". . . and, plaiting a crown of thorns they put it on him." Mark 15: 17


.: The Seamless Garment :.

Using my kitchen scissors, I cut cheese quesadilla to look like a seamless garment.


"But the tunic was without seam, woven from top to bottom; so they said to one another, 'Let us not tear it, but cast lots for it to see whose it shall be.'" John 19: 23-24


.: The Two Robbers, Roman Centurion & Vinegar to Drink :.

Two fresh sprigs of Basil are used to represent the two robbers since "legend has it that the Basil plant grew around the site of Christ's crucifixion. The Victorian Language of Flowers lists Basil as symbolic of both hatred and best wishes. The taunting thief and the good thief come to mind."

"100" Cherry Tomatoes represent the 100 Roman Centurion.
(I was a little short this year… and in too much of a hurry to cut them all in half.) 

Plus some Cheese Cubes to represent the dice used to cast lots...


And with Him they crucified two robbers, one on His right and one on His left." Mark 15: 27

"And when the centurion, who stood facing Him, saw that He thus breathed His last, he said, 'Truly this man was the Son of God.'" Mark 15: 39

"And one ran and, filling a sponge full of vinegar, put it on a reed and gave it to him to drink, saying 'Wait, let us see whether Elijah will come to take Him down.'" Mark 15: 36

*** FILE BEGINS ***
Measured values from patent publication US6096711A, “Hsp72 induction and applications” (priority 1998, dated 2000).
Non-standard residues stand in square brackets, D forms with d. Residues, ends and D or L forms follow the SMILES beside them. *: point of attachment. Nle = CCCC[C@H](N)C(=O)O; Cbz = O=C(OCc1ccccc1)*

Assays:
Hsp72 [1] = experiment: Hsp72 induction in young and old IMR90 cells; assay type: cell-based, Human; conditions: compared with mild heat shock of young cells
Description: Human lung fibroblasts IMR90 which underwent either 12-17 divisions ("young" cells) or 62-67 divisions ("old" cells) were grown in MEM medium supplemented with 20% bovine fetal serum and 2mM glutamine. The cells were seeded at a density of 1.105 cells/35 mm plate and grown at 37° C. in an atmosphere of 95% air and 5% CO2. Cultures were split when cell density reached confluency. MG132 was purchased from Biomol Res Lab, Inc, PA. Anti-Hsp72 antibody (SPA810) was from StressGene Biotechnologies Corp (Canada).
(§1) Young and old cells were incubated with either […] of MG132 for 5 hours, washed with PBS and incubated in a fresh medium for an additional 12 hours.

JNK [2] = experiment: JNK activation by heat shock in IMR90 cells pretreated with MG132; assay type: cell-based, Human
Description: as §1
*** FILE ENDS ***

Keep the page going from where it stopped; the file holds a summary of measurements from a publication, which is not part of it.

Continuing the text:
.: The Temple Curtain :.



"And the curtain of the temple was torn in two, from top to bottom." Mark 15: 38


.: Laid in the Tomb :.

This year, since we had our dinner on Holy Saturday, the children made Resurrection Rolls





"And he brought a linen shroud, and taking Him down, wrapped him in the linen shroud, and laid Him in a tomb which had been hewn out of the rock; and he rolled a stone against the door of the tomb."



This year I forgot to pull out our usual small card stock signs (I think my mind was focusing on all the baskets that needed to be filled and everything else that still needed to be done that night!) but you can find them over at Scribd.


7 comments:

  1. A much better choice:) Transatlantic piece of info for you, here in australia Good Friday is a public holiday, all the shops shut, one day of two in the whole year that there is no business (the other is Christmas) even the supermarkets are closed. Very solemn, it seems so strange to me when I hear Americans talk about businesses open on Good Friday. We have other public holidays such as Easter Sunday, in which most businesses close but supermarkets are open but have to pay their employees double rates.

    2015-04-10 20:59:53